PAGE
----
Overview of Goods and Services Tax in Singapore

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The Goods and Services Tax or GST in Singapore is known in other countries as the Value-Added Tax (VAT). It was introduced in 1994 and is still in effect.

This broad-based consumption tax is imposed on a range of goods and services sold in Singapore. Apart from that, it is also levied on the import and export of goods.

The GST system operates much the same as other countries with VAT and GST. However, the Singapore GST Tax may have definitions and guidelines which could differ on what is GST taxable and what is not.

This article touches on all the general aspects of the GST relevant to business entities but not to consumers.

Who pays GST in Singapore?

Only GST registered businesses can charge and collect GST. Consumers or buyers pay GST to sellers when they purchase goods or services which are subject to the tax.

Sellers then pay the GST to the Inland Revenue Authority of Singapore (IRAS). If the GST is for import of goods, it is paid by the buyer or importer of the goods to the Singapore Customs.

The requirement for GST registration is dependent on the value of taxable turnover of a business. This value is based on the value of goods and services supplied.

Output Tax and Input Tax

A GST-registered business is expected to charge output tax and pay for input tax. Output tax is billed into or added to the price of GST-taxable goods and services sold. Input tax is paid to a GST-registered company for GST-taxable goods and services.

What must be carried out for output tax and input tax:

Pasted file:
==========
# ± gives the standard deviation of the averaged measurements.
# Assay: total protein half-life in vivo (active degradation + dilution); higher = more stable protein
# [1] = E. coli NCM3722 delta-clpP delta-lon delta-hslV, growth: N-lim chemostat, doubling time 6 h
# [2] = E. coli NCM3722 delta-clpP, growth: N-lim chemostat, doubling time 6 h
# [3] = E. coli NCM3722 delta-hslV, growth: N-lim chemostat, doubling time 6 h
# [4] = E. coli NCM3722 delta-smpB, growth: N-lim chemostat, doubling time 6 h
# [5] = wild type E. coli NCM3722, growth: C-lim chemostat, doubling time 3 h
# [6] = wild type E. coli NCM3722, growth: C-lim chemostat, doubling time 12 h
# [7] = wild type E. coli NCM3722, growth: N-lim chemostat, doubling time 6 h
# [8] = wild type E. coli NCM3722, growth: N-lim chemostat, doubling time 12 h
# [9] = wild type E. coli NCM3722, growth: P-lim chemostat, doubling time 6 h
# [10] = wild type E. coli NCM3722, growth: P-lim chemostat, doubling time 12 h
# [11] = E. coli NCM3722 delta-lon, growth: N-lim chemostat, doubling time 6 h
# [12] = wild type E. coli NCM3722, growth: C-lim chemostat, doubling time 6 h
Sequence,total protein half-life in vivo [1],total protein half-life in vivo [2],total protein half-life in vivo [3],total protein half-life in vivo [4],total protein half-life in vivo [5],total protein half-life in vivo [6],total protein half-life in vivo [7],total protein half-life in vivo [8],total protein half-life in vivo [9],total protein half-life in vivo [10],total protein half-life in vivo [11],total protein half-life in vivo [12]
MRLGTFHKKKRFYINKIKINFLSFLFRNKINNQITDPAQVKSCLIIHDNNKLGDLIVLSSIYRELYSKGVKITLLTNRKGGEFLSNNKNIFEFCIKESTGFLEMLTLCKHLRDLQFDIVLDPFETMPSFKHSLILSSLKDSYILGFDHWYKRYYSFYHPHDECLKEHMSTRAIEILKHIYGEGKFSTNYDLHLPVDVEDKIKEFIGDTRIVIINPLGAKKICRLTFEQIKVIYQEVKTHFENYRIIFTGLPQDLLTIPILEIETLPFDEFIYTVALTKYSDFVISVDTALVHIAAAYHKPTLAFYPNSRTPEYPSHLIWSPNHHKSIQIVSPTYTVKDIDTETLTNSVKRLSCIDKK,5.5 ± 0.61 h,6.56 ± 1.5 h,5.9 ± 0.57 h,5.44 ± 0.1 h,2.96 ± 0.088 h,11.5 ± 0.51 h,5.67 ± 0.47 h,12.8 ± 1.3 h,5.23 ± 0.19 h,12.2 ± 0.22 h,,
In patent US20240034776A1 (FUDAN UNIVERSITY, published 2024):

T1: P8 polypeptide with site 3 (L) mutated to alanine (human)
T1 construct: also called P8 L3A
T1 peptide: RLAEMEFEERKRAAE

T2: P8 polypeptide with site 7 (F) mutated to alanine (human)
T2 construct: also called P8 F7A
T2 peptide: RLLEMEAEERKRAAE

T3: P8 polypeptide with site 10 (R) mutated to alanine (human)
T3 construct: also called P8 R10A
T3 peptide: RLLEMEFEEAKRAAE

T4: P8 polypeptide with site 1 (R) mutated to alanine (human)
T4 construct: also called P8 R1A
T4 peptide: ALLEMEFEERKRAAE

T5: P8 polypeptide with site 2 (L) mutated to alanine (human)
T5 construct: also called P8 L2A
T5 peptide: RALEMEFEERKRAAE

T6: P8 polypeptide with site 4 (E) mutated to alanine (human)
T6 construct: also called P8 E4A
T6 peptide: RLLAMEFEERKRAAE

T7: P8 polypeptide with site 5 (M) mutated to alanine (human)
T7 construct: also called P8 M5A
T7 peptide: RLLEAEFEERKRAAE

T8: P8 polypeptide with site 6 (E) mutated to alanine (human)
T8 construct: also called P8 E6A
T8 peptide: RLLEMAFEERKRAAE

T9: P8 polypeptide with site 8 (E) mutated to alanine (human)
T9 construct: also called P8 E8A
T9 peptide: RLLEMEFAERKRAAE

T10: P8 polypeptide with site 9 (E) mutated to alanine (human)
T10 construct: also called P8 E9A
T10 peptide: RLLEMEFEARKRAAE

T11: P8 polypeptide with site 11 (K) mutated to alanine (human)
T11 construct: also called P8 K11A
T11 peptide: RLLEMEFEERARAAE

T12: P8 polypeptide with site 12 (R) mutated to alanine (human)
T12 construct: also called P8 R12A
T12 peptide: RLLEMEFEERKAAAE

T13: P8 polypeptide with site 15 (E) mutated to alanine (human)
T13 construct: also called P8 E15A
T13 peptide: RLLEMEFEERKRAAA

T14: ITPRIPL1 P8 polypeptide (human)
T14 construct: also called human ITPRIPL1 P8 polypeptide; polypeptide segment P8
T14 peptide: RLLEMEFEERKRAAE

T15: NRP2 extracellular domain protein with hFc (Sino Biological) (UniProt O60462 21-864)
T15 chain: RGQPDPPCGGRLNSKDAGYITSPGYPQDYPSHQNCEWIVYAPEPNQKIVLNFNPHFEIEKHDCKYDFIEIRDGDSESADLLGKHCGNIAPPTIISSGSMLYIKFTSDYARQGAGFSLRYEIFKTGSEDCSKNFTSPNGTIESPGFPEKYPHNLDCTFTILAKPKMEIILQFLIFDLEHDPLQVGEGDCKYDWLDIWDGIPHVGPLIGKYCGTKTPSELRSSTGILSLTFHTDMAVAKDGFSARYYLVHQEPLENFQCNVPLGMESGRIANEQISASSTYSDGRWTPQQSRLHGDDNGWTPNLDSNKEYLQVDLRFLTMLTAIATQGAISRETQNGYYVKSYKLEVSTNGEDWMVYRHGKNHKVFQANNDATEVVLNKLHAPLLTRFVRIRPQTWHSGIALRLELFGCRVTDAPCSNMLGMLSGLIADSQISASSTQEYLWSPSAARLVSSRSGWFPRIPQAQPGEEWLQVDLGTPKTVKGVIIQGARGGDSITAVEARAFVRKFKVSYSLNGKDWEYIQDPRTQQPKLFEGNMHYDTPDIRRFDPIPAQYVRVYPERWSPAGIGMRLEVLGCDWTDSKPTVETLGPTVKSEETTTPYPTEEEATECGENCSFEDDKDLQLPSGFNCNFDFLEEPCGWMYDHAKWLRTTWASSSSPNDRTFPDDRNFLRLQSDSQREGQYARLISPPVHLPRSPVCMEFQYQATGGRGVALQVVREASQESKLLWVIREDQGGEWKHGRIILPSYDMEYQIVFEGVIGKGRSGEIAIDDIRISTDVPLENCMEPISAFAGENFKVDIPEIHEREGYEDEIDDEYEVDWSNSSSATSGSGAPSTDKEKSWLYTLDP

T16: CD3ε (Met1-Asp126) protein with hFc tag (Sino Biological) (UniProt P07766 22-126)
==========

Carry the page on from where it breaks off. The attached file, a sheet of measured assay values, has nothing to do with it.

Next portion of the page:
1. Submit GST return to IRAS one month after the end of each prescribed accounting period (usually done on a quarterly basis).
  2. Report both output tax and input tax in GST return.
  3. The difference between output tax and input tax is the net GST payable to IRAS, or refunded by IRAS.

Taxable and Non-Taxable Goods and Services

Not all goods and services are subject to GST. The rules also vary according to different business sectors.

Singapore GST Rate

The rate for all GST chargeable goods and services is 7 percent. Exports and international services are charged at zero rate of GST, while certain goods and services are exempt from being charged GST or they are classified as ‘out-of-scope’ supplies.

What is zero rated GST in Singapore?

A GST-registered company in Singapore should charge zero rates in two instances: when it provides international services and when exporting goods.

International Services

A service is considered an ‘international service’ when it falls within provisions under Section 21(3) of the GST Act.  The client’s belonging status – whether the client is a local or an overseas entity – must be clarified before the service can be zero-rated.

Export Goods

The supply of goods are considered for export if:

  • the goods supplied are certain to be exported or have been exported; and
  • you have the required documents to support zero-rating.

The required supporting documents are for transaction and transport documents related to the export. There are a few scenarios of export goods – direct exports, indirect exports, Hand-Carried Export Scheme, supplies to aircrafts and supplies to ships.

What are exempt supplies under GST?

The following are considered exempt supplies, which means GST need not be charged on them.

  • Financial services
  • Digital payment tokens
  • Sale and lease of residential properties
  • Import and local supply of investment precious metals (IPM)

What constitutes financial services?

A complete list of financial services exempt from GST is available in the Fourth Schedule in the GST Act. Here are some examples of financial services offered by financial institutions:

  • Provision of loans
  • Exchange of currency
  • Issue or sale of shares or bonds
  • Provision of life policy by an insurance company
  • Provision of derivative that does not lead to any delivery of goods or services

What about financial services offered by non-financial institutions?

Deposit of money in a bank

This section is applicable to individuals or entities which place a cash deposit in a bank. This deposit is deemed as a loan from the depositor to the bank wherein the bank pays the depositor an interest income. The depositor should report this interest income as an exempt supply in Box 3 of the GST Return (Total Value of Exempt Supplies).

Foreign currency transaction